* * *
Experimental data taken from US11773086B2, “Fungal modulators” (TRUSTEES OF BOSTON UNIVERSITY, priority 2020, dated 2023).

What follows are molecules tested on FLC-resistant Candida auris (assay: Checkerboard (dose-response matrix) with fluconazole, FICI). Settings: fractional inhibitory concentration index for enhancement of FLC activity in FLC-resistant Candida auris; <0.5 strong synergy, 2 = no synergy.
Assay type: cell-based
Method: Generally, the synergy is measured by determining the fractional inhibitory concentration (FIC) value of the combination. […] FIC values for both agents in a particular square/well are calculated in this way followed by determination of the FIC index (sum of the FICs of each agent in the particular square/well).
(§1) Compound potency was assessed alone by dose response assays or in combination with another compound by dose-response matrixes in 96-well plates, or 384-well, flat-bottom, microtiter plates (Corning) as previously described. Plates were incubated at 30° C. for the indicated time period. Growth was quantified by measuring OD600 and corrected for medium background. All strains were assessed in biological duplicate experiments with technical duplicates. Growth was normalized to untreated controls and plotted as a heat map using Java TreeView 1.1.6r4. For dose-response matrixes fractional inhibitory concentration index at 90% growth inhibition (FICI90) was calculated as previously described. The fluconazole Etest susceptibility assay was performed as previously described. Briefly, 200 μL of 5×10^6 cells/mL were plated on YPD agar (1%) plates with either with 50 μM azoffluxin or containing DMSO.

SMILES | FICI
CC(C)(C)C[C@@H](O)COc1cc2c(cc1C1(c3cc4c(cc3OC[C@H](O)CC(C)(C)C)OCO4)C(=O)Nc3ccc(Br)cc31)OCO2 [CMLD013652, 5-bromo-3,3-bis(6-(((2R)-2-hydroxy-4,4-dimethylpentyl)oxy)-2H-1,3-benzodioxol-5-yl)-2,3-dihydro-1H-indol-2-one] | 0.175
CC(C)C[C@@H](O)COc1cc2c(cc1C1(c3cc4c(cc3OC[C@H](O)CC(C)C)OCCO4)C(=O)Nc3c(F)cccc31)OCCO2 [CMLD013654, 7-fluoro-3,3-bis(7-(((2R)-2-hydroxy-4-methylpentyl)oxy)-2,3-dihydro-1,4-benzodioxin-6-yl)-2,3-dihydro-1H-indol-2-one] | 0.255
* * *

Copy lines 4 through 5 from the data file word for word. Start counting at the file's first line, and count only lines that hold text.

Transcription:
Method: Generally, the synergy is measured by determining the fractional inhibitory concentration (FIC) value of the combination. […] FIC values for both agents in a particular square/well are calculated in this way followed by determination of the FIC index (sum of the FICs of each agent in the particular square/well).
(§1) Compound potency was assessed alone by dose response assays or in combination with another compound by dose-response matrixes in 96-well plates, or 384-well, flat-bottom, microtiter plates (Corning) as previously described. Plates were incubated at 30° C. for the indicated time period. Growth was quantified by measuring OD600 and corrected for medium background. All strains were assessed in biological duplicate experiments with technical duplicates. Growth was normalized to untreated controls and plotted as a heat map using Java TreeView 1.1.6r4. For dose-response matrixes fractional inhibitory concentration index at 90% growth inhibition (FICI90) was calculated as previously described. The fluconazole Etest susceptibility assay was performed as previously described. Briefly, 200 μL of 5×10^6 cells/mL were plated on YPD agar (1%) plates with either with 50 μM azoffluxin or containing DMSO.